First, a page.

This before-school activity is part of physical education teacher Ginny Smith’s efforts to give students an aerobic boost to jump-start their brains before entering the classroom. “As teachers, we know that kids are less antsy and fidgety after they’ve been involved in physical activity,” Smith says. “But now we have the science to prove it.”
Through the use of brain scans, neuroscientists can now prove that the brain is more attentive, focused and active after a period of physical exercise. “This is a huge finding for educators,” Smith says. “The physical education community is aware of the research but teachers in other subject areas are just starting to hear about it.”
Moderate to vigorous physical activity nourishes the brain with oxygen, water and glucose, which optimize the brain’s performance, according to Rae Pica, an education consultant who specializes in children's physical activity. “Feeding the brain first thing in the morning makes sense as it follows the same principle as feeding the body first thing in the morning,” she says.
Morning exercise also helps reduce stress. Getting up and out the door on a typical school-day morning can be as stressful for kids as it is for their parents, observes Emily Weiland Spaeth, an elementary music teacher also at the Elisabeth Morrow School. She has seen the benefits of Smith’s early morning gym class.
“From the minute they wake up, kids are being rushed to get dressed, eat breakfast and get in the car,” Spaeth says. “Having a chance to do something physical before school starts is actually very centering because they have an opportunity to focus on themselves for a moment rather than following Mom and Dad around or chasing after an older brother.”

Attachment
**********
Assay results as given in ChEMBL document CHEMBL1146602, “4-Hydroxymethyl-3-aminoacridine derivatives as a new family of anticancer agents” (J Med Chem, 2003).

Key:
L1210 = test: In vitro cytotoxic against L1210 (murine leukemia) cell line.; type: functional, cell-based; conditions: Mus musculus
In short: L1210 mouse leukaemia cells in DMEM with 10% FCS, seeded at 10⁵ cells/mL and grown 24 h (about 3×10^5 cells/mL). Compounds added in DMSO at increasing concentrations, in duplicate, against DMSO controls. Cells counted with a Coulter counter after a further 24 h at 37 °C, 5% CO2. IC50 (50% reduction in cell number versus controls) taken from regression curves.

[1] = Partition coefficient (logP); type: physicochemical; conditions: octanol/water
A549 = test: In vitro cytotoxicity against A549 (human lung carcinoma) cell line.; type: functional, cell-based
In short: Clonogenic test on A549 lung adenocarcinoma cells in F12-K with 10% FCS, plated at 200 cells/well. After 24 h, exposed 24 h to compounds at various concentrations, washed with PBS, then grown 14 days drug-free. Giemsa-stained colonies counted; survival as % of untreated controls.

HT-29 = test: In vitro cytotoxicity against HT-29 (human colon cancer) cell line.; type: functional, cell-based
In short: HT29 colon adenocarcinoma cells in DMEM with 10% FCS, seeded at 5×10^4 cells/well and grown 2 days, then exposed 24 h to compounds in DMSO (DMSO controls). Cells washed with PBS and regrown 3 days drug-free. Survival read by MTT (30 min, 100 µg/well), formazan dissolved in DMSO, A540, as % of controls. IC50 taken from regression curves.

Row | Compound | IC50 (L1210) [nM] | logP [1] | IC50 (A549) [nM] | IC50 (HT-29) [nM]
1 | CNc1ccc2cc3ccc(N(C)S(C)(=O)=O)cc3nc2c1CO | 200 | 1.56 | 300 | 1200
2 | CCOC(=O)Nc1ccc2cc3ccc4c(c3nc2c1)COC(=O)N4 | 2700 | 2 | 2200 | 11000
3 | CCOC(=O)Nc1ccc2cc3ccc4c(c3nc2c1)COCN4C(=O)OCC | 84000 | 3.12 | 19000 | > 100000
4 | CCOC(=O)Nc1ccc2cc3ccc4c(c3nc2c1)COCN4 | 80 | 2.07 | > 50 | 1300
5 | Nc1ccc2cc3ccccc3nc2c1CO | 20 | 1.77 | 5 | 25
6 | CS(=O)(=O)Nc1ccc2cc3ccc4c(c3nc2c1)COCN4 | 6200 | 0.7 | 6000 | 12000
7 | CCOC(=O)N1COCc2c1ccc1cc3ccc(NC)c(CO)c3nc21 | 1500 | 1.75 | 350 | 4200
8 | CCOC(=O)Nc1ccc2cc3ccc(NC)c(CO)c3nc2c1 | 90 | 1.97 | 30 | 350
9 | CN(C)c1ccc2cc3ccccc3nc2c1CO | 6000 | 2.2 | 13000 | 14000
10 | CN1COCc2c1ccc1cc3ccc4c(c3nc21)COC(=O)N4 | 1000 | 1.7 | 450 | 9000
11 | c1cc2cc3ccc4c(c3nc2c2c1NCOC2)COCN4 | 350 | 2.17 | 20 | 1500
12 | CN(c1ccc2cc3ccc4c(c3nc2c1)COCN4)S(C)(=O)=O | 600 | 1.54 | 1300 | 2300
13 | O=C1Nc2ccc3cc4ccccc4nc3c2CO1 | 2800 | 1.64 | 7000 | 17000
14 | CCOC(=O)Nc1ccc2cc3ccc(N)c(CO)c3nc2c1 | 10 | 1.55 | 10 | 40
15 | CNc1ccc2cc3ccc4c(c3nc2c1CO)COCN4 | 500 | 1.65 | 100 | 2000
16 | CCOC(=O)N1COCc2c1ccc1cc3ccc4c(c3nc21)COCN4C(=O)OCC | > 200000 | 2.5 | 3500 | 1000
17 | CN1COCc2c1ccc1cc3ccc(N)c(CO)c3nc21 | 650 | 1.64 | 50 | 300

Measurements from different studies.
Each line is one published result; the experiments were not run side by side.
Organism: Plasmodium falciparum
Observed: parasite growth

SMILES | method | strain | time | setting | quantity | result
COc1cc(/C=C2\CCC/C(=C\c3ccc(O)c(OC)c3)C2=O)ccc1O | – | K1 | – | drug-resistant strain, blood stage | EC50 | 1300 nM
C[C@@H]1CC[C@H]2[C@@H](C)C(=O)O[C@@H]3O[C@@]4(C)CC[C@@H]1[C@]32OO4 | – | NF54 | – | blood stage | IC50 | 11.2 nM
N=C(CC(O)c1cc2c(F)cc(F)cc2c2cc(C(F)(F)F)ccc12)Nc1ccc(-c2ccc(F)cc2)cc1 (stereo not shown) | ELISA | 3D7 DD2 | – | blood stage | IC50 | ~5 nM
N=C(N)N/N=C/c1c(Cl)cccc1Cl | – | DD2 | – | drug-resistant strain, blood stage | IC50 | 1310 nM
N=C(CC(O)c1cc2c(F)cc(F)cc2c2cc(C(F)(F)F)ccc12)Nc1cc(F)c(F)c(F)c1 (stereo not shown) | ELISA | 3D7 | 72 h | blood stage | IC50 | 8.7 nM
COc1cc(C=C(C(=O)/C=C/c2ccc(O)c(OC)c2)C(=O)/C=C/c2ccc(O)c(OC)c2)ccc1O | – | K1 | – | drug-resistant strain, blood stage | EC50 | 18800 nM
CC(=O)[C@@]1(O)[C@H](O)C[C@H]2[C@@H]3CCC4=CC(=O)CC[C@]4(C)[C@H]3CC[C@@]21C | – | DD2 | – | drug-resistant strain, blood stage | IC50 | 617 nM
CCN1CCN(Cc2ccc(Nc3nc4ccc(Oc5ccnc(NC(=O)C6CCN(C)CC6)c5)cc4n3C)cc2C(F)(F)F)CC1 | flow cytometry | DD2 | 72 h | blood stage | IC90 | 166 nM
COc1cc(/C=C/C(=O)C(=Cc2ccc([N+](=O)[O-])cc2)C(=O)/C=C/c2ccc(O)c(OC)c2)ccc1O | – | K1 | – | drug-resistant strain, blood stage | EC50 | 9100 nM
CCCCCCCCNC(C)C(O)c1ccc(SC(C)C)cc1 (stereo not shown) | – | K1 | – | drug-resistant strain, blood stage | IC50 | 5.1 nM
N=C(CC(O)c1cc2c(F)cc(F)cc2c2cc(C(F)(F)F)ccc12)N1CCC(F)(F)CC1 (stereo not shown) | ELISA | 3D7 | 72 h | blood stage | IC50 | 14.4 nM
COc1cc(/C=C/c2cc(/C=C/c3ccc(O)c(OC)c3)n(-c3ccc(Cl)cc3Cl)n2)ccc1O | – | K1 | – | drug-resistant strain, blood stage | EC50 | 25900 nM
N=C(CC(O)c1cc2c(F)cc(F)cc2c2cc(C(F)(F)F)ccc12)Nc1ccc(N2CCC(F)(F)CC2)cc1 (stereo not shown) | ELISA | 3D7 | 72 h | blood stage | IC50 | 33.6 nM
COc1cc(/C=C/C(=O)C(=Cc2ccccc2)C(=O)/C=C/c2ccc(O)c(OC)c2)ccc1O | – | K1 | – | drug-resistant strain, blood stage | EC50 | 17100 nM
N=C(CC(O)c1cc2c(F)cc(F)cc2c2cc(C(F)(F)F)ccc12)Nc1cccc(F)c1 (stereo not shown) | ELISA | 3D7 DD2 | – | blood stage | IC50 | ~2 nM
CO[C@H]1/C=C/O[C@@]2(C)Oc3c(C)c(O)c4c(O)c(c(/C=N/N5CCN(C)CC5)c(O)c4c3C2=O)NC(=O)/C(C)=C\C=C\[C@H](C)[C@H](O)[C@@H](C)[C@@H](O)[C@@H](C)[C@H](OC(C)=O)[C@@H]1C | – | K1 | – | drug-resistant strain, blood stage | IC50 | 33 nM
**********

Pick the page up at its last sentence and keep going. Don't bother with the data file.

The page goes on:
So what type of physical exercise provides the best morning brain boost for young minds? Smith and Pica both recommend activities that incorporate movements that engage both sides of the brain (for example, touching the right elbow to the left knee). “Cross-lateral movements require focused attention, which is the best preparation for learning,” Smith says.
If your school doesn’t have an organized time for morning physical activity, Pica suggests having your students start the day jogging or marching in place — activities that send a boost of nutrients to the brain. Smith recommends beginning the lessons with students standing next to their desks and participating in a cross-lateral movement while reciting content from a lesson learned the previous day.
Amy Wright, an elementary school principal in the Snoqualmie Valley area of Washington State, encourages the primary grade teachers in her building to link physical movement to purposeful content as part of their classroom instruction. “We want to get kids active and moving, but we also want that activity to be linked with learning.”
Asking students to physically act out scenes from a book or poem, demonstrate vocabulary words or form geometric shapes with their bodies makes the learning less abstract and contributes to comprehension and long-term retention, Pica says.
“Using movement is a great way to teach through the back door,” Spaeth says. “While my students are marching around working on song lyrics, they’re also learning concepts like tempo or dynamics. They don’t always even know they’re learning.”
Use these tips to get your K–5 students moving toward better learning.
Linda Morris Gupton is a freelance writer based in Raleigh, NC. Find her on Google+.blog comments powered by Disqus